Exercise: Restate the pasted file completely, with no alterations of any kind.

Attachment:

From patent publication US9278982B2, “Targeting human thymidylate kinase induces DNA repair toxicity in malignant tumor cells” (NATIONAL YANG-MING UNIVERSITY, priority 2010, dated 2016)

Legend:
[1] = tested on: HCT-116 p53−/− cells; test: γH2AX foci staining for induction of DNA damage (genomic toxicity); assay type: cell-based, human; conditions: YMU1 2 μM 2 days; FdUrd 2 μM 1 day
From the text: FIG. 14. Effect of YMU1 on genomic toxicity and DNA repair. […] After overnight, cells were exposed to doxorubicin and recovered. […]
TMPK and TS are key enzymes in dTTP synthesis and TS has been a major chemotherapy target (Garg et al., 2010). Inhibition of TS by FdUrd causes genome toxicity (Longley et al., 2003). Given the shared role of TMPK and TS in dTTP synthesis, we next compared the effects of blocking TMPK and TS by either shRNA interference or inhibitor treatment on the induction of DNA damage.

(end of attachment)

From patent publication US9278982B2, “Targeting human thymidylate kinase induces DNA repair toxicity in malignant tumor cells” (NATIONAL YANG-MING UNIVERSITY, priority 2010, dated 2016)

Legend:
[1] = tested on: HCT-116 p53−/− cells; test: γH2AX foci staining for induction of DNA damage (genomic toxicity); assay type: cell-based, human; conditions: YMU1 2 μM 2 days; FdUrd 2 μM 1 day
From the text: FIG. 14. Effect of YMU1 on genomic toxicity and DNA repair. […] After overnight, cells were exposed to doxorubicin and recovered. […]
TMPK and TS are key enzymes in dTTP synthesis and TS has been a major chemotherapy target (Garg et al., 2010). Inhibition of TS by FdUrd causes genome toxicity (Longley et al., 2003). Given the shared role of TMPK and TS in dTTP synthesis, we next compared the effects of blocking TMPK and TS by either shRNA interference or inhibitor treatment on the induction of DNA damage.